Earlier this year Google and Apple announced they were teaming up to tackle the problem of AirTag stalking — something Android users have had very little protection from so far. While we still don’t know when this critical feature will arrive on Android, details about how the system might work have popped up online.
Researcher Mishaal Rahman tweeted out screenshots of what looks like Android’s tracker-detection feature, which were obtained from AssembleDebug. In those screenshots we get to see a rundown of the detection feature’s interface, alongside some of the things it should be able to do when it rolls out in the near future.
From the looks of things users will be able to toggle unknown tracker alerts on and off. Turning the feature on means you’ll receive alerts if an unknown tracker is detected following you around, though it isn’t clear how long the system takes to notice that the tracker appears to be following you. The alerts themselves will be available for 48 hours, after which they’re deleted.
Naturally, you’ll need to grant the system access to both Bluetooth and Location. Without them the system is useless.
Once a rogue tracker has been detected, Google’s app offers up a bunch of helpful information to help you figure out what to do next. The first is an option to make the tracker play a sound, and without alerting its owner in the process — meaning you can find and deactivate the darn thing.
The app also features the basic information on what to do, including contacting local law enforcement, recording the trackers’ serial number and advice on how to disable a rogue tracker. Since alerts are deleted after 48 hours, the app also suggests you screenshot everything for posterity.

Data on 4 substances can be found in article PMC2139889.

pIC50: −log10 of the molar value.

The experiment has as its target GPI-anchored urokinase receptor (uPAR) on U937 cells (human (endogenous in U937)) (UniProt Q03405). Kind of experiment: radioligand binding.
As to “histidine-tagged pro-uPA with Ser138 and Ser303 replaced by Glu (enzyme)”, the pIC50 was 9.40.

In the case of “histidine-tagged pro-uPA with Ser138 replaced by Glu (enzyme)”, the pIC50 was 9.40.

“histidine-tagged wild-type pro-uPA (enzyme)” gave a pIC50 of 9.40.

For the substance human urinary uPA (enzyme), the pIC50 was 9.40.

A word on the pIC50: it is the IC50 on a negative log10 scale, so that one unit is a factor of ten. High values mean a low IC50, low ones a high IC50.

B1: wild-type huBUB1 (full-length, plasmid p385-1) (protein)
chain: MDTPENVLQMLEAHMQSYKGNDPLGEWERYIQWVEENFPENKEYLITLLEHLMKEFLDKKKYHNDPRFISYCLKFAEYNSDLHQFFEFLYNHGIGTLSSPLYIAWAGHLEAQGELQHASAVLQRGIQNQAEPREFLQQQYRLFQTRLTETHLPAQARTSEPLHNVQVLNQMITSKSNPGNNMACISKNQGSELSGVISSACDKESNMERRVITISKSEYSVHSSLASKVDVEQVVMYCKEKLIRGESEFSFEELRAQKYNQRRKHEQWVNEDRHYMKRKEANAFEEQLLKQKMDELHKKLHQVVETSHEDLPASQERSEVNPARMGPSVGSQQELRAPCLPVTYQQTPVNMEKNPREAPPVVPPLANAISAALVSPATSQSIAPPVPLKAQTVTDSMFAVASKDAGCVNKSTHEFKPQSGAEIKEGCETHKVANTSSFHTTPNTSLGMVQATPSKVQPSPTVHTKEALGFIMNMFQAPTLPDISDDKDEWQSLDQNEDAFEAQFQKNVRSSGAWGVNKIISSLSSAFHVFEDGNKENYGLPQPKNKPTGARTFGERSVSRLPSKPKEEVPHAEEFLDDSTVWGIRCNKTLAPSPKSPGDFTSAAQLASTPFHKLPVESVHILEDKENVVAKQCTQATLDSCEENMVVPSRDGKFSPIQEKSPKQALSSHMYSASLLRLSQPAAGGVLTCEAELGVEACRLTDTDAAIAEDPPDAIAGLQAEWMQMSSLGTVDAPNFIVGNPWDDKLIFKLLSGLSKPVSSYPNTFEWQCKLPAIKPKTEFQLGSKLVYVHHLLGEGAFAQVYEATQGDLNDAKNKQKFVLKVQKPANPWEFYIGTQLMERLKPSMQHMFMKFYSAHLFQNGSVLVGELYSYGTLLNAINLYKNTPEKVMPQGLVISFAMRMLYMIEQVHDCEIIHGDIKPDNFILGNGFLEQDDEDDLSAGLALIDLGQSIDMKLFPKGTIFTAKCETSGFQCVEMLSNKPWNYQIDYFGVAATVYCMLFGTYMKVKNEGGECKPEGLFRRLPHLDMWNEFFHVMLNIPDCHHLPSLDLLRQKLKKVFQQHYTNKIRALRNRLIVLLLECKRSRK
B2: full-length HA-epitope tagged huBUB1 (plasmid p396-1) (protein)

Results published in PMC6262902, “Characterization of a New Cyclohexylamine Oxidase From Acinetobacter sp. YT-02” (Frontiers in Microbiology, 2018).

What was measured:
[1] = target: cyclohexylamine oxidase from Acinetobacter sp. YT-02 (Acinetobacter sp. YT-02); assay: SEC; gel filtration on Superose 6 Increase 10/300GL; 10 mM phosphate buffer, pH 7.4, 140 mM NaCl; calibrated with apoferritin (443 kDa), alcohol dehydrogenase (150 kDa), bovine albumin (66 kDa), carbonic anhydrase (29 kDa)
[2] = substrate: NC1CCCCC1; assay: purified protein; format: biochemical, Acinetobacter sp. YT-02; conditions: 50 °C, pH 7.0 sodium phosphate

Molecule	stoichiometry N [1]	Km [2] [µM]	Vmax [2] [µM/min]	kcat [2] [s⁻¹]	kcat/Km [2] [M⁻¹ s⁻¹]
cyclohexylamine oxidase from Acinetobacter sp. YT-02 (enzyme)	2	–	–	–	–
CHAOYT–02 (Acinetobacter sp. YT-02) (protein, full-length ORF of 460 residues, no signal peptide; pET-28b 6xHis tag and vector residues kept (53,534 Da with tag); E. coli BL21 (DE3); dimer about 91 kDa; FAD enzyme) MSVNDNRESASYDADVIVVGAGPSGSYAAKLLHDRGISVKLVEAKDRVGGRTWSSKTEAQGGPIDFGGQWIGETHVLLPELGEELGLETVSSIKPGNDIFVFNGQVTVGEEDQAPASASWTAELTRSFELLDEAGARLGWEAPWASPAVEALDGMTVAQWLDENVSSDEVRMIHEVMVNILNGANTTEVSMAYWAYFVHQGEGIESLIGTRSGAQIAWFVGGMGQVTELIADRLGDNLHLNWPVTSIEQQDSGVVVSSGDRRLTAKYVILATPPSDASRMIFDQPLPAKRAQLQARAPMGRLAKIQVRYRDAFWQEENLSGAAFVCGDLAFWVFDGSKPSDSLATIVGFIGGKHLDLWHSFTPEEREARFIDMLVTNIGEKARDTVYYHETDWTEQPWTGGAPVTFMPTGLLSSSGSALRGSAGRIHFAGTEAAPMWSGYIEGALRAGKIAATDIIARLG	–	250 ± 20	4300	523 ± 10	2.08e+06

Manual scanning also appears to be an option, in case you want to be vigilant or need to help track down a lost tracker for a friend. These results aren’t saved, and informs you of any trackers that are nearby. This page notes all trackers in the vicinity, and makes special note of any trackers that you have been alerted to in the past
The location of all these tracker-detection screens isn’t made clear in the screenshots. Based on what we heard at Google I/O back in May, this tracker-detecting software will be part of Google’s revamped Find My Device service. In a similar vein to Apple’s Find My network, this new system will let users track down phones, tablets and other compatible electronic devices like headphones.
Crucially, Google's app will also be able to sniff out rogue Bluetooth trackers, regardless of whether they’re made by Apple or some other company. There are plenty of options out there, after all.
There’s still no word on when the new Find My Device network will launch, or what sort of device rollout we can expect from Google. The fact that screenshots of the tracker detection system are already out there suggests that it may not be too far away. Here’s hoping that the rollout coincides with the launch of Android 14, though ideally it won’t be exclusive to the new OS.
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Tom is the Tom's Guide's UK Phones Editor, tackling the latest smartphone news and vocally expressing his opinions about upcoming features or changes. It's long way from his days as editor of Gizmodo UK, when pretty much everything was on the table. He’s usually found trying to squeeze another giant Lego set onto the shelf, draining very large cups of coffee, or complaining about how terrible his Smart TV is.